Home » News » Tech » Netherlands Invents App to Stop Kids From Using Phones While on Bikes
1-MIN READ

Netherlands Invents App to Stop Kids From Using Phones While on Bikes

Netherlands is known for its bike culture. Its national phone company is now developing an app to stop kids from using their phone while cycling.
(Image: AFP Relaxnews)

Netherlands is known for its bike culture. Its national phone company is now developing an app to stop kids from using their phone while cycling. (Image: AFP Relaxnews)

A new app from phone company KPN will block internet and phone signals to a cyclist's smartphone while they are in the saddle.

In the bike-mad Netherlands, the national phone company is developing a smart way to stop kids texting while cycling -- a growing cause of teenage accidents.

A new app from phone company KPN will block internet and phone signals to a cyclist's smartphone while they are in the saddle.

"This system is part of a broad campaign to highlight to children, the most vulnerable, the dangers of using their smartphone on their bikes. These are two things that really don't go together," said KPN spokeswoman Victorina de Boer.

Most Dutch children cycle to school and back, in a country with plentiful bike lanes. But in 2015, one in five cycling accidents involving young people was caused by using a phone. Such accidents cost 12 youngsters their lives and 441 were injured in 2015, according to the Dutch Traffic Safety Association.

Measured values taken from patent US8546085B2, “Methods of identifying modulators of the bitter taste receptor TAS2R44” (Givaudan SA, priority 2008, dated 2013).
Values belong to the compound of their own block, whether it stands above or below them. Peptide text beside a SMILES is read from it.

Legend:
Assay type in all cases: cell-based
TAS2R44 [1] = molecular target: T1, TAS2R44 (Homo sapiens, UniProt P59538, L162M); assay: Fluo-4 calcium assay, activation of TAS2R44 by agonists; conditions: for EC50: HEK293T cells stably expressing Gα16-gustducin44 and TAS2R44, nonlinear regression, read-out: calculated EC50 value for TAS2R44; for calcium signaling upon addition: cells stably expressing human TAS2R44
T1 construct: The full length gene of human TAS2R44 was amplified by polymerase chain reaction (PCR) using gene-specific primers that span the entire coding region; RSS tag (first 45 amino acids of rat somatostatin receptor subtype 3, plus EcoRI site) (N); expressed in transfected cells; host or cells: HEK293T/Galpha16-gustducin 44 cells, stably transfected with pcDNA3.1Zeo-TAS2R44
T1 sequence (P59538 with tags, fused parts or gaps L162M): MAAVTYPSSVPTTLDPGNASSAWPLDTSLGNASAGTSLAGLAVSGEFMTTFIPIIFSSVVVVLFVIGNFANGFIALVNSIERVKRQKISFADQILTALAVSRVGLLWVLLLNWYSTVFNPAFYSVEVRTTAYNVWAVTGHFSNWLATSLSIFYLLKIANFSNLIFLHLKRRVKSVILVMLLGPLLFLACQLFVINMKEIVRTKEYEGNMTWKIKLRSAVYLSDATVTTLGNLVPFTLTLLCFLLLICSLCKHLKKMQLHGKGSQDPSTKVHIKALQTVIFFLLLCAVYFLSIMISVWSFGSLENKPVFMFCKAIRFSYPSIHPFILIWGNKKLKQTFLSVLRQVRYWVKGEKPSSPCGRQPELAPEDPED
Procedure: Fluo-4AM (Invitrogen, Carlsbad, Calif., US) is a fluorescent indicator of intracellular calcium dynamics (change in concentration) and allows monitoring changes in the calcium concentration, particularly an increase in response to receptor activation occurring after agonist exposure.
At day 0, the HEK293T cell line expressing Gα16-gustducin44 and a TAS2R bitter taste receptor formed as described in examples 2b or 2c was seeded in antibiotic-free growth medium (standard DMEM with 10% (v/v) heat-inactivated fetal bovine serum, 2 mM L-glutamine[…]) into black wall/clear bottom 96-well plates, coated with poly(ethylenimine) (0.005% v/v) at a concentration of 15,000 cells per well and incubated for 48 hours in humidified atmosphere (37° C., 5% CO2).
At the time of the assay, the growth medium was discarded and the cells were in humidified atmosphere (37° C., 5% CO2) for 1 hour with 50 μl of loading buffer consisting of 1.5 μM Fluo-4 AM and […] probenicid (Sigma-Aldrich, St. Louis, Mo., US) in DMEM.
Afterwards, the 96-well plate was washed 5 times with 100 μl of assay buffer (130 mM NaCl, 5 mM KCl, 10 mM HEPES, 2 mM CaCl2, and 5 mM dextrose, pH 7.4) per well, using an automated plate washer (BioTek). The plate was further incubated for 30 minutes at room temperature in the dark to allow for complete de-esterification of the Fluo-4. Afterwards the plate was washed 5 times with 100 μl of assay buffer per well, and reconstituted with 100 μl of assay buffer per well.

Watch Video: OnePlus 5 Review | Playing it Safe in 2017


 

Also read: Facebook to Launch Video Creation App For Its Creator Community

It's not just about texting. A recent study by KPN among 12 to 18-year-olds also found they are easily distracted while cycling by vibrations from incoming messages on WhatsApp, Snapchat and Instagram.

The traffic body has joined forces with KPN to develop the special system which unlocks the bike and at the same time communicates with the cyclist's phone.

Instead of unlocking the bicycle with a key -- the usual method in The Netherlands in a bid to stop thefts -- the cyclist uses a mobile app which then sends a signal to KPN once the bike is unlocked.

Once in the saddle, internet and phone signal links are cut, except for the 112 emergency number.

"Once the app is used to lock up the bike again then the cyclist is able to use his phone properly again," said de Boer, adding the system was being tested this summer and would eventually go on sale for about 100 euros first for Android phones.

Also read: NASA CHESS Mission's Third Flight Set For Interstellar Cloud Probe
first published:June 24, 2017, 13:56 IST